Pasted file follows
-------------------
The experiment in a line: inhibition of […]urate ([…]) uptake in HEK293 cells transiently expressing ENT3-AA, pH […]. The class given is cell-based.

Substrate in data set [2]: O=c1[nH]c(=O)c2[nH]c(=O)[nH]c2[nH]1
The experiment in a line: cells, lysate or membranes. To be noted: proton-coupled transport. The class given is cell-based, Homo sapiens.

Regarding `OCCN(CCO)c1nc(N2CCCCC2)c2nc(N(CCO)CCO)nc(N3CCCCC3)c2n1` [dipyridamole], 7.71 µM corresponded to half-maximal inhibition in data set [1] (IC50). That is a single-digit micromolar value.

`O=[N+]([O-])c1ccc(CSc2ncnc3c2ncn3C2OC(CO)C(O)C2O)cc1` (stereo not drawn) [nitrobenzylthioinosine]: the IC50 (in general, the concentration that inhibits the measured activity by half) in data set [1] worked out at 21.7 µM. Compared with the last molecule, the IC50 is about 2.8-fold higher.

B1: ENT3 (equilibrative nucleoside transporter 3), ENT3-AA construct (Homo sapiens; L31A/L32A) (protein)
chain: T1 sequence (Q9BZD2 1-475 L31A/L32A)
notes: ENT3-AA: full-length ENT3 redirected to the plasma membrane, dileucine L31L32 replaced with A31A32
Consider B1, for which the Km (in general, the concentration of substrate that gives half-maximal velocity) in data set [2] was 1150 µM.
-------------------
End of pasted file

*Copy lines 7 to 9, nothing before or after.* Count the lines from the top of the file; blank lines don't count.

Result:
chain: T1 sequence (Q9BZD2 1-475 L31A/L32A)
notes: ENT3-AA: full-length ENT3 redirected to the plasma membrane, dileucine L31L32 replaced with A31A32
Consider B1, for which the Km (in general, the concentration of substrate that gives half-maximal velocity) in data set [2] was 1150 µM.